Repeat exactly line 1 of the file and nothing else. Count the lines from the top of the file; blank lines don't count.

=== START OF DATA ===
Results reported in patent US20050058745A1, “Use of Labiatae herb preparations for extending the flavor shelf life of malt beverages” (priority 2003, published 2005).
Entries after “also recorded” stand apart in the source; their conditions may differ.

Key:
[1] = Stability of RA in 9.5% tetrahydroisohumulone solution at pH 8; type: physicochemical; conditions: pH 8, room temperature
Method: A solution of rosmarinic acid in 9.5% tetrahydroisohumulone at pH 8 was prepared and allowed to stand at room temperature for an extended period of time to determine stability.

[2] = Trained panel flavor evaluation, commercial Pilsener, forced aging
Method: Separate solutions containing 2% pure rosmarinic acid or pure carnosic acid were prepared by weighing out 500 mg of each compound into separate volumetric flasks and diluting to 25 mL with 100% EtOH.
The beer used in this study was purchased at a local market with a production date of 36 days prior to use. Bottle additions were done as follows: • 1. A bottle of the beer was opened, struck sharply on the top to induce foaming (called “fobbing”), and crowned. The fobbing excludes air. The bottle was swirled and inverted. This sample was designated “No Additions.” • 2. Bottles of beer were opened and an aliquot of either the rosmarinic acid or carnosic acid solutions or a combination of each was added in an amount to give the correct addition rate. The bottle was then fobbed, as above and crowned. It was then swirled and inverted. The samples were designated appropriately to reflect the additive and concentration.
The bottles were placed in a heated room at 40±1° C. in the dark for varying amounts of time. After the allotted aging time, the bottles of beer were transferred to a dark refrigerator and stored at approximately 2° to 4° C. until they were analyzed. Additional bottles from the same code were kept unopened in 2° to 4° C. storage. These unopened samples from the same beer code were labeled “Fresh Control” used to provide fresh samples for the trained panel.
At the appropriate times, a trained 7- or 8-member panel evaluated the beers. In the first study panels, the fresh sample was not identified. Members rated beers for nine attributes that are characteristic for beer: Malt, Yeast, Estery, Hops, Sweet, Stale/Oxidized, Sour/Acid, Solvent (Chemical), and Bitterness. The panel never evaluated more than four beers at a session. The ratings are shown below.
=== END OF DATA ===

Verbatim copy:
Results reported in patent US20050058745A1, “Use of Labiatae herb preparations for extending the flavor shelf life of malt beverages” (priority 2003, published 2005).